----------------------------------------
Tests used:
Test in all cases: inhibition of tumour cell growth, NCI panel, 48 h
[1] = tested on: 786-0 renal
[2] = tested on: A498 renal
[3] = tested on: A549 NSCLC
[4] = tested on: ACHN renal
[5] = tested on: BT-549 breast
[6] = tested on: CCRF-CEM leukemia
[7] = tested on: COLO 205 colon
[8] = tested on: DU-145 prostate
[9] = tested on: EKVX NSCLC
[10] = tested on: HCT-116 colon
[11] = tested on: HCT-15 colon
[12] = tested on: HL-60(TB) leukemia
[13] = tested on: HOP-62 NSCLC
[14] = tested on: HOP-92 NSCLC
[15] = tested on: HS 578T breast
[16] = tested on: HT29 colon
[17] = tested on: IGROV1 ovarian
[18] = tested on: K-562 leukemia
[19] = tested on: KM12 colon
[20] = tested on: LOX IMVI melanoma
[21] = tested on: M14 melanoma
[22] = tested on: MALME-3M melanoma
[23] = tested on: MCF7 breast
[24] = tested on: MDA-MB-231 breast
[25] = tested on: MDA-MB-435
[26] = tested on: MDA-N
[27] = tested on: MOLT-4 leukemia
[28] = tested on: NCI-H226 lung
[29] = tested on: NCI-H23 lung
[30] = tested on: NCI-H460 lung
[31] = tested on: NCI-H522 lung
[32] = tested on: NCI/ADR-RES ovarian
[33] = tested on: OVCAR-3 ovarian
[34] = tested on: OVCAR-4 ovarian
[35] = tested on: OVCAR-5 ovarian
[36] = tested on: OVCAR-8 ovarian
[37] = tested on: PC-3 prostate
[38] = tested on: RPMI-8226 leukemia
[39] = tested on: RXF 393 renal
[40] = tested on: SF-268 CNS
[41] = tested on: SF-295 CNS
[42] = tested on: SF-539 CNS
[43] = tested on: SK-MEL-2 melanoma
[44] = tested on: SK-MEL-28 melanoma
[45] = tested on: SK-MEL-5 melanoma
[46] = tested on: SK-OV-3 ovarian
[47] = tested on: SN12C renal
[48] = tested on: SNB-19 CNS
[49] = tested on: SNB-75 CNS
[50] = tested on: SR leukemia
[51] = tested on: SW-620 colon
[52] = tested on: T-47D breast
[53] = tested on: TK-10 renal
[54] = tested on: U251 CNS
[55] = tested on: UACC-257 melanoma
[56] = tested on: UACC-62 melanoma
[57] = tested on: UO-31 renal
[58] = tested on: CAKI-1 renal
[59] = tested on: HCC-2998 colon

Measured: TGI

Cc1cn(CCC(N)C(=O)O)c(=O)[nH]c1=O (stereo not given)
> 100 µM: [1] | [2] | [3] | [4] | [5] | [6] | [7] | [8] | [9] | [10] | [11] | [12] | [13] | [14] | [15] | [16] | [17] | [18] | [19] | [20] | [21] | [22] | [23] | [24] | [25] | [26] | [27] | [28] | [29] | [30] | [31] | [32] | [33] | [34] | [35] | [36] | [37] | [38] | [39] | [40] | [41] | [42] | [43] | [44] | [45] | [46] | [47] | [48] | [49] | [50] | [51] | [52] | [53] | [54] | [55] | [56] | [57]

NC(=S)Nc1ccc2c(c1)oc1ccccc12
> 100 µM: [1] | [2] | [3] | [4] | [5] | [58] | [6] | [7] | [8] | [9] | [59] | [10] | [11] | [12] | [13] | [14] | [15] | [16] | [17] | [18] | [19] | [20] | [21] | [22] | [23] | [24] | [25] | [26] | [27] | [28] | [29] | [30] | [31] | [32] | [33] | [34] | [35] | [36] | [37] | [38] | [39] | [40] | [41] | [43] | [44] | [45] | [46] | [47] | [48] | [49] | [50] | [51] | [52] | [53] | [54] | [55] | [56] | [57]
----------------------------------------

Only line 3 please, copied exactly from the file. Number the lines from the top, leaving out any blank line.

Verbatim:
[1] = tested on: 786-0 renal